Seven priorities for action, 40 examples of solutions

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The multi-stakeholder forward-thinking group within the French Water Partnership has accompanied the international debate and documented 40 examples of solutions focused on water as a "resource" for production, and on seven key priorities for action.

  1. Increase the efficiency of irrigation systems. The solutions are to be found in agronomics (eg more fine-tuned irrigation scheduling, new rice varieties for Africa, new Intensive System for Rice cropping -SRI-with recurrent hoeing and drying out periods for small-scale agriculture in Madagascar and Asia), in organizational and institutional processes (e.g. Prey Nup in Cambodia, Senegal River Valley) and in policies. The switch to a policy for "managing water demand" (GDE, water demand management) was decisive in Tunisia. Water savings in irrigation have made it possible to have water volumes for tourism, providing currency, and to cities, facilitating social peace.
  2. Increase storage and mobilize new resources also dealing with social and environmental aspects. "Wells of the Desert" in northern Niger, supplemental irrigation in the valley of the Sourou in Burkina Faso, the Juanon reservoir in the Drome, Limagne Noire (reuse of treated wastewater in Auvergne) are examples showing the decisive importance of developing storage andalternative resources under a multifunctional approach. In light of the need to adapt to climate change, it is even more necessary to consider mobilizingstorage possibilities, at the surface, in the subsoil and aquifers, as a valuable tool for ’risk management’.
  3. Enhance the productivity of rainfed agriculture and promote agro-ecology. The development of conservation agriculture (or improvement agriculture : elimination or reduction of tillage, permanent cover, crop rotation) helps conserve water and soils, reduce erosion, pollution and operating costs, and increase yields, incomes and resilience. It is significant in Brazil. French cooperatives engage in it.
  4. Support the "small farmers’ agriculture" and promote sustainable rural development. The world agricultural population is not declining (2.4 billion). Often very efficient, small-scale agriculture provides for 70%ofglobal food production. However, it remains on the fringes in many countries and territories and can even see its incomes or rights of access to resources called into question following the implementation of privatization of water services, land grabbing, trade agreements, etc.,which results in increased food insecurity. Many examples show the importance of providing small agriculture with appropriate supports. For example in the Chambo valley in Ecuador, mutually beneficial agreements between the city and Indian irrigators have been negotiated. "Terroir" approaches (e.g. the PRODESUD project in Tunisia), negotiated with local communities, are useful for clarifyingrights and rules and to move towards techniques of sustainable agriculture and pastoralism. Vietnam, by empowering 10 million farm households, has doubled its rice production in 20 years.
  5. Manage hotspots (overexploited and/or polluted aquifers). The Beauce aquifer (France) shows the possible merits of a water volume management process involving farmers. In Morocco, a framework agreement resulted in involving the agricultural sector in controlling the dramatic decline of the the Souss Massa aquifer. Several examples in France show implementations of innovative agricultural solutions to reduce pollution.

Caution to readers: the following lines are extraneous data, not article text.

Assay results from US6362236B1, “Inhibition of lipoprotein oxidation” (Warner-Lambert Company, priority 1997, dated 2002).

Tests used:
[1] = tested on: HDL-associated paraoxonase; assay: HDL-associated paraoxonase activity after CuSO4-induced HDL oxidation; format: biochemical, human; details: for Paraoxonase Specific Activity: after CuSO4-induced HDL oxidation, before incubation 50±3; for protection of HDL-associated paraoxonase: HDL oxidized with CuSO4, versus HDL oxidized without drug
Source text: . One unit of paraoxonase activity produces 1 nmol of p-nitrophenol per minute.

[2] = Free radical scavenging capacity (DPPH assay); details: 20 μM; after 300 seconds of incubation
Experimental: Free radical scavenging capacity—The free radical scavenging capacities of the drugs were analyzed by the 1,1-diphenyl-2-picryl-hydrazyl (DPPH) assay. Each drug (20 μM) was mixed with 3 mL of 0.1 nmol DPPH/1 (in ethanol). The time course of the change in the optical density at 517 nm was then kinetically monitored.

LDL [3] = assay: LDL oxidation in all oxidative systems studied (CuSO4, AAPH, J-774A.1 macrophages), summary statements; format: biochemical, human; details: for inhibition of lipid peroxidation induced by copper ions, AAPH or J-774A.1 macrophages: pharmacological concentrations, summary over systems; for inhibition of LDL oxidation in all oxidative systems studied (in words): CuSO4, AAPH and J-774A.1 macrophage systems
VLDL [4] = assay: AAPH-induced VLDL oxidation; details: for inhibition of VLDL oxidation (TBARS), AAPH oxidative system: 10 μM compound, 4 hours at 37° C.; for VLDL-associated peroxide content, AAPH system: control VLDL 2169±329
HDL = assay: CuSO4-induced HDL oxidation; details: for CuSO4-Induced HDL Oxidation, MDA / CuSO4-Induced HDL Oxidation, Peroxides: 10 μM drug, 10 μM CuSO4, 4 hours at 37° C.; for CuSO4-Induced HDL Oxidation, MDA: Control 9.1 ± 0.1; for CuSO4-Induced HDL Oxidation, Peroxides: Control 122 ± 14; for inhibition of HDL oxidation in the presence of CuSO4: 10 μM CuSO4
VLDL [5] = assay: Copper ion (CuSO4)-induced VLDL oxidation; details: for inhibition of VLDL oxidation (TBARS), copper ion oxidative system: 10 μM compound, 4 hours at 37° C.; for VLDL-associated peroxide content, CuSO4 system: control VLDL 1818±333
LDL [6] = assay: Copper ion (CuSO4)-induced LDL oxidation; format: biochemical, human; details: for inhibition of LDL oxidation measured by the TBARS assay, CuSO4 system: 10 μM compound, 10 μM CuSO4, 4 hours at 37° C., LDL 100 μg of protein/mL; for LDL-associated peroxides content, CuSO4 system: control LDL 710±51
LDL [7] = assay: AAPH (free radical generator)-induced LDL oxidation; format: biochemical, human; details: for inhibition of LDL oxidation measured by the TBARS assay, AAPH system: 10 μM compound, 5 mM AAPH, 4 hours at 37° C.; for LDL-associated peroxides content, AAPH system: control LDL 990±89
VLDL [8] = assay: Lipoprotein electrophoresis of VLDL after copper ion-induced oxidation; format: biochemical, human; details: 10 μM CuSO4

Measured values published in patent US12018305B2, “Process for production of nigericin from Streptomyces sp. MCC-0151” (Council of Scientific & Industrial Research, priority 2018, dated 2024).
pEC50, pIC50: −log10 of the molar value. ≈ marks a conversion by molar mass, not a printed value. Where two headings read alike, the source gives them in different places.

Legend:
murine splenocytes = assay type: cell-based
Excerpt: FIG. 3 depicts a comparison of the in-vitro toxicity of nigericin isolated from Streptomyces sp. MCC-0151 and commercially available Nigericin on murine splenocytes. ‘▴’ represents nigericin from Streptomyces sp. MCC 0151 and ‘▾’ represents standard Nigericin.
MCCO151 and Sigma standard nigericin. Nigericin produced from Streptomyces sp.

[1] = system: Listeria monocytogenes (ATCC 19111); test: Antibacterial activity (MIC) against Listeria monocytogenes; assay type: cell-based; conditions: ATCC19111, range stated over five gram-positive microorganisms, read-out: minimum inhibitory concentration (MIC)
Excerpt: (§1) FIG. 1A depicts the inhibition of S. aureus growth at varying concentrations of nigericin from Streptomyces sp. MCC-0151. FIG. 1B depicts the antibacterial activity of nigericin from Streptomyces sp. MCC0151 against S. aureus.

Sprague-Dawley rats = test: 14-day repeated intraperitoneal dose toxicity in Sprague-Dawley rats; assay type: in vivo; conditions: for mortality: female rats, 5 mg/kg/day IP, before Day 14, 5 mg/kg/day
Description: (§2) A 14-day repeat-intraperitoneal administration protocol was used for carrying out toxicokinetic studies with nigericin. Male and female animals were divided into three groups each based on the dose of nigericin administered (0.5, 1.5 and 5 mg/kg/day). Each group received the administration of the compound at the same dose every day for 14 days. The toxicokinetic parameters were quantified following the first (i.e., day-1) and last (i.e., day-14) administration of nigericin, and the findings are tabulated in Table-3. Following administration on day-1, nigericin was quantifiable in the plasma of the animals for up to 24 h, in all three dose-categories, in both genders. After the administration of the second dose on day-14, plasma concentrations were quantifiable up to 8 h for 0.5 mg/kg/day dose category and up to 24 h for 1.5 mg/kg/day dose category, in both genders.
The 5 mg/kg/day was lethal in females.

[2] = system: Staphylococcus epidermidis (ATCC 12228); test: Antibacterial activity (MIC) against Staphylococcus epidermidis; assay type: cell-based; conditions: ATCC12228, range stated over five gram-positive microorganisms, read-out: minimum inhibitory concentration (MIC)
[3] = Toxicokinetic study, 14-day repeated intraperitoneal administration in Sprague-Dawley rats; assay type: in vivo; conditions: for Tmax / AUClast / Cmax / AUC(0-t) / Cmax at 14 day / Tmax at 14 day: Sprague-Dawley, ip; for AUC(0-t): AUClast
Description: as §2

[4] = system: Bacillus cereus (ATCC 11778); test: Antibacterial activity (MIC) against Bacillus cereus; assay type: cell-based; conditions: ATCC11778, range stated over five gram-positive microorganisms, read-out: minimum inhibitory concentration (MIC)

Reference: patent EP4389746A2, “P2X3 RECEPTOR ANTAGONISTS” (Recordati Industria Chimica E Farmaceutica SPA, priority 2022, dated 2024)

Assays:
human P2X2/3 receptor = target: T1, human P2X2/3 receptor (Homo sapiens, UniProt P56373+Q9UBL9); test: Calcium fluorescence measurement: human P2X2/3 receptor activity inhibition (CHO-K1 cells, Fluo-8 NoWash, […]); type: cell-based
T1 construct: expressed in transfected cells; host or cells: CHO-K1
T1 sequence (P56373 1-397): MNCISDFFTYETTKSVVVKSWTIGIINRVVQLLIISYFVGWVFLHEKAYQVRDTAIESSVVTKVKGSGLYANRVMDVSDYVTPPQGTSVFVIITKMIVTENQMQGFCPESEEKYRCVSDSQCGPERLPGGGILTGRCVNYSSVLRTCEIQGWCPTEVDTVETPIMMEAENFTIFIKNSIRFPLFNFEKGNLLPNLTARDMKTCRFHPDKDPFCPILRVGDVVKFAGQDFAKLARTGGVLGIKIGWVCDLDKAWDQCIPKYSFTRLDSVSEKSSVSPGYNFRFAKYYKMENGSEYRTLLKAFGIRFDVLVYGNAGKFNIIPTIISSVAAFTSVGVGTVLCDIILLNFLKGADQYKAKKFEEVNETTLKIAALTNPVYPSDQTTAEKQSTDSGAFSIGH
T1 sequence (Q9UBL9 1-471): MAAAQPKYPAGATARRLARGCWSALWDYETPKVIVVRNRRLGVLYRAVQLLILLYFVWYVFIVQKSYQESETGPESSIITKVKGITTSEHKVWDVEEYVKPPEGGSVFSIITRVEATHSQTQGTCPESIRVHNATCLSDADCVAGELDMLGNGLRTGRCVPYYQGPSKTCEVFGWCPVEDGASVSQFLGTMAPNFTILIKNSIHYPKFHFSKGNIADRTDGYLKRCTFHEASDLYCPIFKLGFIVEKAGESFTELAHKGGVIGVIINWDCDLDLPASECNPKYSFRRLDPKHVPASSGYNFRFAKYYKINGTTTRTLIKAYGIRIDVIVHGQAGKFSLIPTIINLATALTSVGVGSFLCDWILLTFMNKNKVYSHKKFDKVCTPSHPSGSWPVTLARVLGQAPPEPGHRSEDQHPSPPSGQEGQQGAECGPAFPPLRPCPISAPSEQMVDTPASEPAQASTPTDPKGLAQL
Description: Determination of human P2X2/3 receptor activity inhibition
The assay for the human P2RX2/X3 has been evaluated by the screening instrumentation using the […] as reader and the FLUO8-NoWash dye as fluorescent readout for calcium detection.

6. Act on ressources upstream and downstream of production. To conserve and save "water for food" is also to preserve farmland from urban sprawl and reduce wastages of water and food "from field to fork". Here also much remains to be done.
  7. Develop visions and strategies for a sustainable agriculture at sub national and macro-regional levels (e.g. West Africa, Europe...). The agricultural strategy of the Souss Massa Draa in Morocco deserves be mentioned as an example. France is intoducing PRADs (regional plans for sustainable agriculture). The CAP, the EU’s tool for food security, has chosen a green route.

In conclusion, three key principles or priorities are put forwardto achieve a switch in paradigm towards a "sustainable world" :

  1. more productiveresources and ecosystems throughsustainable intensification
  2. support for smallholder agriculture, a condition for inclusive development,
  3. renewed governance for the territories at relevant and nested levels (local, sub-national, national, regional, global), taking into account the complexity of issues and the principle of subsidiarity.

Progress requires reinvesting in agriculture with "smart investment" targets. The strengthening of human and social capital (local and professional organizations), and the establishment of institutional frameworks, new agricultural and cooperation policies to promote innovation (in agronomy, organizations, etc.), are necessary paths to food security.

It is also necessary that the society, predominantly urban nowadays, would gain a greater awareness of its vulnerability and of the strategic importance of agriculture, and thus support farmers - men and women, andrural communities in their enterprise to live decently on what they produce. Agriculture, for its part, must take a more account of sustainability issues. A new contract between agriculture and the society needs therefore to be defined.

Water and food security faced with global change: challenges and solutions (PDF, 3.12 Mo) Water and food security faced with global change: challenges and solutions (PDF, 3.12 Mo)


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